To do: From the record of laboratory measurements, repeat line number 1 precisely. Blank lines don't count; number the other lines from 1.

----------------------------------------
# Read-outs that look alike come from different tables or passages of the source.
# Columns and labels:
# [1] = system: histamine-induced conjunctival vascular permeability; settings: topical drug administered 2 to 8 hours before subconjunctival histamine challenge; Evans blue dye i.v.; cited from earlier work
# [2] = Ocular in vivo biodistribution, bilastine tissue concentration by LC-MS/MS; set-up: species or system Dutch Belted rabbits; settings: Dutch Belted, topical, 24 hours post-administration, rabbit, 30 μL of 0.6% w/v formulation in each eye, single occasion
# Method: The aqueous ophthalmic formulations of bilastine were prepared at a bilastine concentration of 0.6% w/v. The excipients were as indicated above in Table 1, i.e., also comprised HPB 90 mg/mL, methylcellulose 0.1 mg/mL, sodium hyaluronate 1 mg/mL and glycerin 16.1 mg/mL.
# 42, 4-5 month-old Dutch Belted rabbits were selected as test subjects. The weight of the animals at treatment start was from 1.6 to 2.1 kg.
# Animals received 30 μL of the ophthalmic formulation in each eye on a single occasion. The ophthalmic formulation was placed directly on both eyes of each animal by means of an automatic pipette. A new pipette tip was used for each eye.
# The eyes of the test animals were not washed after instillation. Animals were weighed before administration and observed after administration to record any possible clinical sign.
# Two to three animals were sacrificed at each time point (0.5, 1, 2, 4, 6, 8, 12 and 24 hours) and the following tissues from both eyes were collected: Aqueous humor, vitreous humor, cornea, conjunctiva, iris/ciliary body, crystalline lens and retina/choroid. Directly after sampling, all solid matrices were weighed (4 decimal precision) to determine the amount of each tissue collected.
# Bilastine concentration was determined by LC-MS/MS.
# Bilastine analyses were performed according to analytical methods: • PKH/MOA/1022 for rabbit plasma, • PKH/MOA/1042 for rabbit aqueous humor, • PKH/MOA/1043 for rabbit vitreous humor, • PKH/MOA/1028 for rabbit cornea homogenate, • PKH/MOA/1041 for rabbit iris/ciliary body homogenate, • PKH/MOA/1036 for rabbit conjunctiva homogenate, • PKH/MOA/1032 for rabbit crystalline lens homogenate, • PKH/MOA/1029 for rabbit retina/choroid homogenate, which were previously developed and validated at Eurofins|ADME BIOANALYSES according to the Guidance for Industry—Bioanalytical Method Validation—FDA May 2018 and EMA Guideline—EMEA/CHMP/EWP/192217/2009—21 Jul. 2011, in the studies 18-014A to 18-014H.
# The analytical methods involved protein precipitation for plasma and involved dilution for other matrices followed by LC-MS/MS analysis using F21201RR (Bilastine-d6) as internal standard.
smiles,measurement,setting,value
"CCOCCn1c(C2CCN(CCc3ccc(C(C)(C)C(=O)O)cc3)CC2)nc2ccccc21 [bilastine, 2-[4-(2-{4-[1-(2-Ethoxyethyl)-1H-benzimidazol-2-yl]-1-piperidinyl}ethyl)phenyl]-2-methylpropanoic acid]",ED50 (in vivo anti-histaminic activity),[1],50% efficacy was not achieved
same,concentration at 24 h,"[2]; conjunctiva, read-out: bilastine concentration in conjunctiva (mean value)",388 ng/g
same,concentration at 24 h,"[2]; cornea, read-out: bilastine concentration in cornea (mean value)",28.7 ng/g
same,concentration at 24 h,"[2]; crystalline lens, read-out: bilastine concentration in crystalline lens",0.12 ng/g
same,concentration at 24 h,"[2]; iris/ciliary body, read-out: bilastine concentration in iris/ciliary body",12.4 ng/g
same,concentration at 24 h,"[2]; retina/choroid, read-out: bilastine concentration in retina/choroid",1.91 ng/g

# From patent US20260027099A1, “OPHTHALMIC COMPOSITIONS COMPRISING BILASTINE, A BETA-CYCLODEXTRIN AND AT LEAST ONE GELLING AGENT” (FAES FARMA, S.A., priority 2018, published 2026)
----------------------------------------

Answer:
# Read-outs that look alike come from different tables or passages of the source.